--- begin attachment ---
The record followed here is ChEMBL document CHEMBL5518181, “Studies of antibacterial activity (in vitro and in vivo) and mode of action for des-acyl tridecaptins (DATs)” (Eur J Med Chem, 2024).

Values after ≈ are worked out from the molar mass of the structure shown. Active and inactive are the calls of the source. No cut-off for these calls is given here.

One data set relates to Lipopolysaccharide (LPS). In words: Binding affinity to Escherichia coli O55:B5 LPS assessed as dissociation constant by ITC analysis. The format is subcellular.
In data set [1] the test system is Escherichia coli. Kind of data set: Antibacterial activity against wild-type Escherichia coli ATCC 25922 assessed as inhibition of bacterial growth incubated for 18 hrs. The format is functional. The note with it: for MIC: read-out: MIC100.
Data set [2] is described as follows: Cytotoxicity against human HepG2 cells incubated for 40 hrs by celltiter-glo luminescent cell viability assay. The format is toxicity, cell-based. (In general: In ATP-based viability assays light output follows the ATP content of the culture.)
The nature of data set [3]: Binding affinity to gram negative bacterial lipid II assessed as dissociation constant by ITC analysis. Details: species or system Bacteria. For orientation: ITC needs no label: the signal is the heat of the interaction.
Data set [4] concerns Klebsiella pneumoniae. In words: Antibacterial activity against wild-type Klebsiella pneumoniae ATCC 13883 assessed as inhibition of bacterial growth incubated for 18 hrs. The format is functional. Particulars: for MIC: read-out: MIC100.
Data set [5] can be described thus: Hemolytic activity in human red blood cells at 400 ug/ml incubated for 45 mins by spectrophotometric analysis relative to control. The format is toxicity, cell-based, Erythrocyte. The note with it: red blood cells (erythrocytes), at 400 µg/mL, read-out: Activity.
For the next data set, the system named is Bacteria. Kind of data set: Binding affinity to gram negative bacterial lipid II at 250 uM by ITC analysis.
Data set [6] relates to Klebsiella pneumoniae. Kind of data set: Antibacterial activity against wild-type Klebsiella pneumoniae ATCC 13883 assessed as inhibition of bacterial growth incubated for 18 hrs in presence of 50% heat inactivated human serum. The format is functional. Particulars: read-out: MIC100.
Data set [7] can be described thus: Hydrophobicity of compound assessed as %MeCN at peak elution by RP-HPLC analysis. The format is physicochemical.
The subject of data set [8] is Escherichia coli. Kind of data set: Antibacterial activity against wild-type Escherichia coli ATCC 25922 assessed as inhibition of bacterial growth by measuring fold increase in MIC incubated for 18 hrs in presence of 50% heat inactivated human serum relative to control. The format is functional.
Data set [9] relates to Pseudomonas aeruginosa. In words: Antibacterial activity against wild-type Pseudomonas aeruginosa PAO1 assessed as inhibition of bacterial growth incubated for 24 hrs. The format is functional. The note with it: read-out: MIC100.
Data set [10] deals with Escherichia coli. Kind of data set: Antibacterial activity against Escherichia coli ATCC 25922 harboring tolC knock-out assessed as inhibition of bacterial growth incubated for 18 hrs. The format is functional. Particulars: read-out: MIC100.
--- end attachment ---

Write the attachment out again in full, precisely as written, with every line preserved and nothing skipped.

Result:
The record followed here is ChEMBL document CHEMBL5518181, “Studies of antibacterial activity (in vitro and in vivo) and mode of action for des-acyl tridecaptins (DATs)” (Eur J Med Chem, 2024).

Values after ≈ are worked out from the molar mass of the structure shown. Active and inactive are the calls of the source. No cut-off for these calls is given here.

One data set relates to Lipopolysaccharide (LPS). In words: Binding affinity to Escherichia coli O55:B5 LPS assessed as dissociation constant by ITC analysis. The format is subcellular.
In data set [1] the test system is Escherichia coli. Kind of data set: Antibacterial activity against wild-type Escherichia coli ATCC 25922 assessed as inhibition of bacterial growth incubated for 18 hrs. The format is functional. The note with it: for MIC: read-out: MIC100.
Data set [2] is described as follows: Cytotoxicity against human HepG2 cells incubated for 40 hrs by celltiter-glo luminescent cell viability assay. The format is toxicity, cell-based. (In general: In ATP-based viability assays light output follows the ATP content of the culture.)
The nature of data set [3]: Binding affinity to gram negative bacterial lipid II assessed as dissociation constant by ITC analysis. Details: species or system Bacteria. For orientation: ITC needs no label: the signal is the heat of the interaction.
Data set [4] concerns Klebsiella pneumoniae. In words: Antibacterial activity against wild-type Klebsiella pneumoniae ATCC 13883 assessed as inhibition of bacterial growth incubated for 18 hrs. The format is functional. Particulars: for MIC: read-out: MIC100.
Data set [5] can be described thus: Hemolytic activity in human red blood cells at 400 ug/ml incubated for 45 mins by spectrophotometric analysis relative to control. The format is toxicity, cell-based, Erythrocyte. The note with it: red blood cells (erythrocytes), at 400 µg/mL, read-out: Activity.
For the next data set, the system named is Bacteria. Kind of data set: Binding affinity to gram negative bacterial lipid II at 250 uM by ITC analysis.
Data set [6] relates to Klebsiella pneumoniae. Kind of data set: Antibacterial activity against wild-type Klebsiella pneumoniae ATCC 13883 assessed as inhibition of bacterial growth incubated for 18 hrs in presence of 50% heat inactivated human serum. The format is functional. Particulars: read-out: MIC100.
Data set [7] can be described thus: Hydrophobicity of compound assessed as %MeCN at peak elution by RP-HPLC analysis. The format is physicochemical.
The subject of data set [8] is Escherichia coli. Kind of data set: Antibacterial activity against wild-type Escherichia coli ATCC 25922 assessed as inhibition of bacterial growth by measuring fold increase in MIC incubated for 18 hrs in presence of 50% heat inactivated human serum relative to control. The format is functional.
Data set [9] relates to Pseudomonas aeruginosa. In words: Antibacterial activity against wild-type Pseudomonas aeruginosa PAO1 assessed as inhibition of bacterial growth incubated for 24 hrs. The format is functional. The note with it: read-out: MIC100.
Data set [10] deals with Escherichia coli. Kind of data set: Antibacterial activity against Escherichia coli ATCC 25922 harboring tolC knock-out assessed as inhibition of bacterial growth incubated for 18 hrs. The format is functional. Particulars: read-out: MIC100.